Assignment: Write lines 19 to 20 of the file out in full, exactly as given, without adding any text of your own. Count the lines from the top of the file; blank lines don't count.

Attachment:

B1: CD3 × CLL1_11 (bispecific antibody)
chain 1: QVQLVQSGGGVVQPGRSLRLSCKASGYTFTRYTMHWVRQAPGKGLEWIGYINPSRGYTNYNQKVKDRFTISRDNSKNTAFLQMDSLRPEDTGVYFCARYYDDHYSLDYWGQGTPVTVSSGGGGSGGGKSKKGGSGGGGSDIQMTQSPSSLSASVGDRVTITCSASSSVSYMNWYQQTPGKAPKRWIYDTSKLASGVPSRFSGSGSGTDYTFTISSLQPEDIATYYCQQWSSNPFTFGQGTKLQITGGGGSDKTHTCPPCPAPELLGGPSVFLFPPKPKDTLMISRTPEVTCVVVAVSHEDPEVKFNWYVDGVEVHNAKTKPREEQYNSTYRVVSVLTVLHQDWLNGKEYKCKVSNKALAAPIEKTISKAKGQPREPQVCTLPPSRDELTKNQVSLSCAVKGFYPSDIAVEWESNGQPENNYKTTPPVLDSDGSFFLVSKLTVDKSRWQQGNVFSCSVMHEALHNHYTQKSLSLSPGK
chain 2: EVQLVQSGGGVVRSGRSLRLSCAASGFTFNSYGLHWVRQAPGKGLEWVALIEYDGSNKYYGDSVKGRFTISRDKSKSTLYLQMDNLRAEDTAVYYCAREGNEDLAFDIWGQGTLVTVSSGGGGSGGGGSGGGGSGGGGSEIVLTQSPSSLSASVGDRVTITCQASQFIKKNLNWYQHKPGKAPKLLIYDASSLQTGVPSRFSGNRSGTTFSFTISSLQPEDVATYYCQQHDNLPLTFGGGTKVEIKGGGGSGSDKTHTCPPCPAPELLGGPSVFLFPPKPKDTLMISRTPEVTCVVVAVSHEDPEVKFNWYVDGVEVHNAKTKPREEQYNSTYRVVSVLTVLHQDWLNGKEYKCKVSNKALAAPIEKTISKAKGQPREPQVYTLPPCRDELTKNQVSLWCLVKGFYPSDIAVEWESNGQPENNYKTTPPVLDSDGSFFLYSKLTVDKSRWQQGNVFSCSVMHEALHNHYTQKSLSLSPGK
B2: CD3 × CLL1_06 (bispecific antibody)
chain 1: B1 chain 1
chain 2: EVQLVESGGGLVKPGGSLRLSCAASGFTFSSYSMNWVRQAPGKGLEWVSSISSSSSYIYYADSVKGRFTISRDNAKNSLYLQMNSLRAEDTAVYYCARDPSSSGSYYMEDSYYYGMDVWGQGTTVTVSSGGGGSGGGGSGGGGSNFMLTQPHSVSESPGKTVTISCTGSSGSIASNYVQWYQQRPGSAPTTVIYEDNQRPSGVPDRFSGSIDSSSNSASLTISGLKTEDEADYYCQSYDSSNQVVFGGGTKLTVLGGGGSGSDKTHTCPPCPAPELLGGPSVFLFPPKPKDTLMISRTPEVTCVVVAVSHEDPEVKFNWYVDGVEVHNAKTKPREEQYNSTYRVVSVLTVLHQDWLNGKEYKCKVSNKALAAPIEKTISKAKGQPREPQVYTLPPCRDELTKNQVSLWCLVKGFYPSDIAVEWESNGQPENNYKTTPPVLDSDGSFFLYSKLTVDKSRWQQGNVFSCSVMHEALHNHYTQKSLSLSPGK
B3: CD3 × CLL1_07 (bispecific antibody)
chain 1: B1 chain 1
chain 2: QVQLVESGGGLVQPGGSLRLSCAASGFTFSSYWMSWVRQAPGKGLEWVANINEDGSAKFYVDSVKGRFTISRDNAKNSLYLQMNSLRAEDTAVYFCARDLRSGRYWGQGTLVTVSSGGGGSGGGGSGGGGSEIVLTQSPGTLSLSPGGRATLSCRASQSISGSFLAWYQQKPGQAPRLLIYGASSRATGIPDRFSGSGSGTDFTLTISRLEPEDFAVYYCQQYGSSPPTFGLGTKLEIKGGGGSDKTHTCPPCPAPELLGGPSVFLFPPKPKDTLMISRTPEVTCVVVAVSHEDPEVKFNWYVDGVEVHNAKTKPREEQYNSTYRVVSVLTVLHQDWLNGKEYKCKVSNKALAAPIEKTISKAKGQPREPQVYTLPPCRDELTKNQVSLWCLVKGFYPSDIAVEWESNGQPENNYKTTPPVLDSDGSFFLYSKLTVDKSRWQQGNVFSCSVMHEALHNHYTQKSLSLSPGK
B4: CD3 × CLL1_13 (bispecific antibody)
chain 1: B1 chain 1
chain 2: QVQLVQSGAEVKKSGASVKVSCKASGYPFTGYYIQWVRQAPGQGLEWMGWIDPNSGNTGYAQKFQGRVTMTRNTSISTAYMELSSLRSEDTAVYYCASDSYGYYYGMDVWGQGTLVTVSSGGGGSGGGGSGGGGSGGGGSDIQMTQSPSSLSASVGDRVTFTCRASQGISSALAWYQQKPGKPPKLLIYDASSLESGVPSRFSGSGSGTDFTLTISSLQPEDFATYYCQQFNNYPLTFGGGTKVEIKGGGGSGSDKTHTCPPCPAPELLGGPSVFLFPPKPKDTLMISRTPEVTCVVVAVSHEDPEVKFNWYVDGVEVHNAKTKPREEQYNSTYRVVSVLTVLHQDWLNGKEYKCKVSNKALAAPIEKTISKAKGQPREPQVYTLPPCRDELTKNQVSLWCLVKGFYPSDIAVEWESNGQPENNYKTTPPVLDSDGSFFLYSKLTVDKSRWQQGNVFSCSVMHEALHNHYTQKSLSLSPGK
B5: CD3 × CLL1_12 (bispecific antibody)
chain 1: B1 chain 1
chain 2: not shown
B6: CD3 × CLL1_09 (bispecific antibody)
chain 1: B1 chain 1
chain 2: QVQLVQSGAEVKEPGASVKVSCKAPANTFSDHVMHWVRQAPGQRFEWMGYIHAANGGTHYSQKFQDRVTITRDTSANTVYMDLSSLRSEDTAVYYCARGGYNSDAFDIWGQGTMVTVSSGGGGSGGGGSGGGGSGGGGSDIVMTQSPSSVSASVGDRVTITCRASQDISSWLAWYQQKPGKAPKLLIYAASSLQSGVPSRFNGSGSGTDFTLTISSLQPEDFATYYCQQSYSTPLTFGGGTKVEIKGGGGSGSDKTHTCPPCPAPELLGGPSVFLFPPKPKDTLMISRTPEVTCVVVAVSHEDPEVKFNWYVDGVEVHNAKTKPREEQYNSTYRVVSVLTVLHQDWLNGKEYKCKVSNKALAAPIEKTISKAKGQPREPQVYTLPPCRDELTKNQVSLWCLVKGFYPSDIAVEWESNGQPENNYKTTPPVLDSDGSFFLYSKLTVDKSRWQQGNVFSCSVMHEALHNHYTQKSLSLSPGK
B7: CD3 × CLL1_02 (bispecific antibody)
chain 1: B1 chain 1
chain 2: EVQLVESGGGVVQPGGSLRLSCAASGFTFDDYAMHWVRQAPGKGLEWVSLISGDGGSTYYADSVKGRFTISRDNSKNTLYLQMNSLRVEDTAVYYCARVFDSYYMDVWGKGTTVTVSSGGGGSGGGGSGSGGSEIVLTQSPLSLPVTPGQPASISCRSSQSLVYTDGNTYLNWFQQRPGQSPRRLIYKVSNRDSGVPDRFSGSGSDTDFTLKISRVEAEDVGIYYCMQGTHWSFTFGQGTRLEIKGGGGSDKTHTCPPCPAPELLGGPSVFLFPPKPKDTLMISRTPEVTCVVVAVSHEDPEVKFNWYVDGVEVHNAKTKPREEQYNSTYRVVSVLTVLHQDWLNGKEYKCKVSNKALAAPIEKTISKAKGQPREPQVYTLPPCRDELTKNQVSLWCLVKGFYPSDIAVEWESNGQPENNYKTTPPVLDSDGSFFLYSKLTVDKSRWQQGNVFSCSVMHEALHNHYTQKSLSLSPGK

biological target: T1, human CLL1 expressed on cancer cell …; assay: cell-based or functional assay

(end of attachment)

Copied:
B7: CD3 × CLL1_02 (bispecific antibody)
chain 1: B1 chain 1